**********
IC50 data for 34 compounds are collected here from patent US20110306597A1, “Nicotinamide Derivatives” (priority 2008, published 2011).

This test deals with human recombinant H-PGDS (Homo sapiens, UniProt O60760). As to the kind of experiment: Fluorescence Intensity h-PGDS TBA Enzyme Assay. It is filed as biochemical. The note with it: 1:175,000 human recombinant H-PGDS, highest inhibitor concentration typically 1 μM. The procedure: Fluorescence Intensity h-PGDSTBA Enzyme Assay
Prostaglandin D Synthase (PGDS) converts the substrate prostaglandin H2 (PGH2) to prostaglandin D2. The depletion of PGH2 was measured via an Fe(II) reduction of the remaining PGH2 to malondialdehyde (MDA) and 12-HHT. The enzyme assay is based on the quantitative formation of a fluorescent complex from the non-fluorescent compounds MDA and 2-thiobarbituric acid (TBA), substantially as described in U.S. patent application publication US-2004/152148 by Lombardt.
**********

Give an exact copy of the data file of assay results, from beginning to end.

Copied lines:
IC50 data for 34 compounds are collected here from patent US20110306597A1, “Nicotinamide Derivatives” (priority 2008, published 2011).

This test deals with human recombinant H-PGDS (Homo sapiens, UniProt O60760). As to the kind of experiment: Fluorescence Intensity h-PGDS TBA Enzyme Assay. It is filed as biochemical. The note with it: 1:175,000 human recombinant H-PGDS, highest inhibitor concentration typically 1 μM. The procedure: Fluorescence Intensity h-PGDSTBA Enzyme Assay
Prostaglandin D Synthase (PGDS) converts the substrate prostaglandin H2 (PGH2) to prostaglandin D2. The depletion of PGH2 was measured via an Fe(II) reduction of the remaining PGH2 to malondialdehyde (MDA) and 12-HHT. The enzyme assay is based on the quantitative formation of a fluorescent complex from the non-fluorescent compounds MDA and 2-thiobarbituric acid (TBA), substantially as described in U.S. patent application publication US-2004/152148 by Lombardt.